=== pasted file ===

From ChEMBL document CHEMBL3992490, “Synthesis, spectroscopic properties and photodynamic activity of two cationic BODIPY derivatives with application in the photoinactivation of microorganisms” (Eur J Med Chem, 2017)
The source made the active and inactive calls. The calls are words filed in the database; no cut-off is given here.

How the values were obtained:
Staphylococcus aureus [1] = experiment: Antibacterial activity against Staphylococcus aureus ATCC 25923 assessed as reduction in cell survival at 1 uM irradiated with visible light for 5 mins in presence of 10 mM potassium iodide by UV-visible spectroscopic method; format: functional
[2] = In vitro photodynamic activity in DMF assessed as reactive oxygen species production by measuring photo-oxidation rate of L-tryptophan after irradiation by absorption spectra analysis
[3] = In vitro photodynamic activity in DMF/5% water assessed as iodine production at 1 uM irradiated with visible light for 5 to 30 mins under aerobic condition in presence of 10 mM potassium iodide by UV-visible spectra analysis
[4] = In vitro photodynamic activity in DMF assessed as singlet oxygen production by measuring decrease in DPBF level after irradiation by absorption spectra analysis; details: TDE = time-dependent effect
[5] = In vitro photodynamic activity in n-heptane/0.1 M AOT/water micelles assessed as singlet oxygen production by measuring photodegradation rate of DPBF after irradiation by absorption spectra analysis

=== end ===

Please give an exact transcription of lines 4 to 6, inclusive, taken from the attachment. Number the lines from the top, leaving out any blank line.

Staphylococcus aureus [1] = experiment: Antibacterial activity against Staphylococcus aureus ATCC 25923 assessed as reduction in cell survival at 1 uM irradiated with visible light for 5 mins in presence of 10 mM potassium iodide by UV-visible spectroscopic method; format: functional
[2] = In vitro photodynamic activity in DMF assessed as reactive oxygen species production by measuring photo-oxidation rate of L-tryptophan after irradiation by absorption spectra analysis
[3] = In vitro photodynamic activity in DMF/5% water assessed as iodine production at 1 uM irradiated with visible light for 5 to 30 mins under aerobic condition in presence of 10 mM potassium iodide by UV-visible spectra analysis